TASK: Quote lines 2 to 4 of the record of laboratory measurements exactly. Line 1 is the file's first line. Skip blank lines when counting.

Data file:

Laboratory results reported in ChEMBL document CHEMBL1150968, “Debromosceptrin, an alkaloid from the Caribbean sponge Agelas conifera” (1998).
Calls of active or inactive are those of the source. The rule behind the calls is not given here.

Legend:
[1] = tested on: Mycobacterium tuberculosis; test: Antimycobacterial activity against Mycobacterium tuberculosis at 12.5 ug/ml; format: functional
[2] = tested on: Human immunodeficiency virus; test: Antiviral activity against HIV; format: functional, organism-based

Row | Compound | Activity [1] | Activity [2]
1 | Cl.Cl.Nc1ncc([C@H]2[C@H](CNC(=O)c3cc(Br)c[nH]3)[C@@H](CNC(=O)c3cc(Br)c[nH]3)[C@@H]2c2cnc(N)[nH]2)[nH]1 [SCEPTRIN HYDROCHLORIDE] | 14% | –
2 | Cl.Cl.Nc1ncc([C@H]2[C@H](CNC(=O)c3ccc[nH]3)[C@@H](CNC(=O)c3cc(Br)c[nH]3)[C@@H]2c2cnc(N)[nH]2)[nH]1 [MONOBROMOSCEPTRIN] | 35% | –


Calls of active or inactive are those of the source. The rule behind the calls is not given here.

Legend:
[1] = tested on: Mycobacterium tuberculosis; test: Antimycobacterial activity against Mycobacterium tuberculosis at 12.5 ug/ml; format: functional